The Chimp Paradox – Book Review

‘The golden rule is that whenever you have feelings, thoughts or behaviors that you do not want or welcome, then you are being hijacked by your chimp’ – Steve Peters

I’ve never been a big reader. I joke with my friends that I read a book that brings out a new chapter every week full of short stories about celebrities called Heat. But Steph recommended I read The Chimp Paradox by Dr Steve Peters after telling her about some issues I had been having at work.


What the back cover says:
Do you sabotage your own happiness and success? Are you struggling to make sense of yourself? Do your emotions sometimes dictate your life?
The Chimp Paradox is an incredibly powerful mind management model that can help you become a happy, confident, healthier and more successful person. Dr Steve Peters explains the struggle that takes place within your mind and then shows how to apply this understanding to every area of your life so you can:
– Recognise how your mind is working
– Understand and manage your emotions and thoughts
– Manage yourself and become the person you would like to be
The Chimp Mind Management Model is based on scientific facts and principles, which have been simplified into a workable model for easy use. It will help you to develop yourself and give you the skills, for example, to remove anxiety, have confidence and choose your emotions. The book will do this by giving you an understanding of the way in which your mind works and how you can manage it. It will also help you to identify what is holding you back or preventing you from having a happier and more successful life.

How Was It To Read?
It wasn’t the kind of book you simply cannot put down, I read it on and off over about 2 months. For a ‘self help’ book, it isn’t written with a load of long winded sentences and psychobabble, all the concepts are explained in plain English with plenty of examples and diagrams to relate the theories to your own life. The book is split into two sections; the first is explaining the concepts of the Difference between your human side, which is rational and reacts to fact and your ‘inner chimp’ which is gut reactive and emotional.The inner chimp is something we all have and some people have better control of their chimp than others. It goes into great detail about why our inner chimp behaves the way it does and how that can prevent us from thinking rationally therefore making us un happy or unable to succeed. Once you understand why your chimp behaves the way it does, you’re better placed to notice chimp like behaviours and keep them under control.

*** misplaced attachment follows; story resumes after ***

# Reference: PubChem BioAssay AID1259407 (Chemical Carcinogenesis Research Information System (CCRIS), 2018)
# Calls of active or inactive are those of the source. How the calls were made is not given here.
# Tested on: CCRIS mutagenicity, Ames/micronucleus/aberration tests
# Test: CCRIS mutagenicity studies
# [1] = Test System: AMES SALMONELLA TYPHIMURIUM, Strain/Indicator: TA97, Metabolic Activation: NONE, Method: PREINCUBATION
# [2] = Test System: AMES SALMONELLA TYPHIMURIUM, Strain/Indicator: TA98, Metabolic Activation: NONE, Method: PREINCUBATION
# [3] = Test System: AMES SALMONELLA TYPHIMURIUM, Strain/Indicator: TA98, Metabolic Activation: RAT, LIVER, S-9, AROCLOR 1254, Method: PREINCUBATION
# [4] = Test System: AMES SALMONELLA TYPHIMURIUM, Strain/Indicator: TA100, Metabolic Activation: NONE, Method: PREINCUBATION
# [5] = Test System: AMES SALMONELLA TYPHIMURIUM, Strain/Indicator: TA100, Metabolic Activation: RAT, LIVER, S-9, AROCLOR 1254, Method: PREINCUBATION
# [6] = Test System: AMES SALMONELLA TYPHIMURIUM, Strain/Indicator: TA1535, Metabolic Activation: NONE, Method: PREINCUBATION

As a chronic over thinker (see my recent post about that here) I have a tendency to be very untrusting and hard on myself and react on how I might be feeling rather than react on fact. This book has taught me that when this happens, when I over analyse every word that comes out of someone’s mouth, that’s my chimp, up and out of it’s cage and throwing poo all over the place. It’s taught me to start thinking more rationally and base my reactions on the facts that I know, not what I’m assuming is going on.

I’ll give my own case study for clarity. Recently, there were some changes made at work, a reshuffle if you like. My instant gut reaction was that I would be caught up in this reshuffle and my job would be in jeopardy. As a result, I went into self-preservation mode and starting looking for new jobs. The FACTS of the situation were, I hadn’t seen or been hold anything to indicate that my job was in trouble, it was pure assumption on my part that I would be affected. And I wasn’t. So all that stress and worry and filling out applications that never got sent was a waste of time, all because I listened to by chimp, instead of me.


I probably enjoyed the first half of the book more if I’m honest, just having the theory explained is a great help and with the case studies, you automatically find yourself saying ‘OMG, I do that!’ however further into the book there are theories of Goblins and Planets and Moons and the analogies get a little confusing. That being said it’s such an interesting and easily understood theory that I wouldn’t be surprised if they started teaching in in schools soon enough, I definitely think it’s a concept that everyone can relate to, whether they want to admit they have a chimp or not. And in my experience it’s the people who would swear they’re in control of their chimp who would probably benefit from this book the most!

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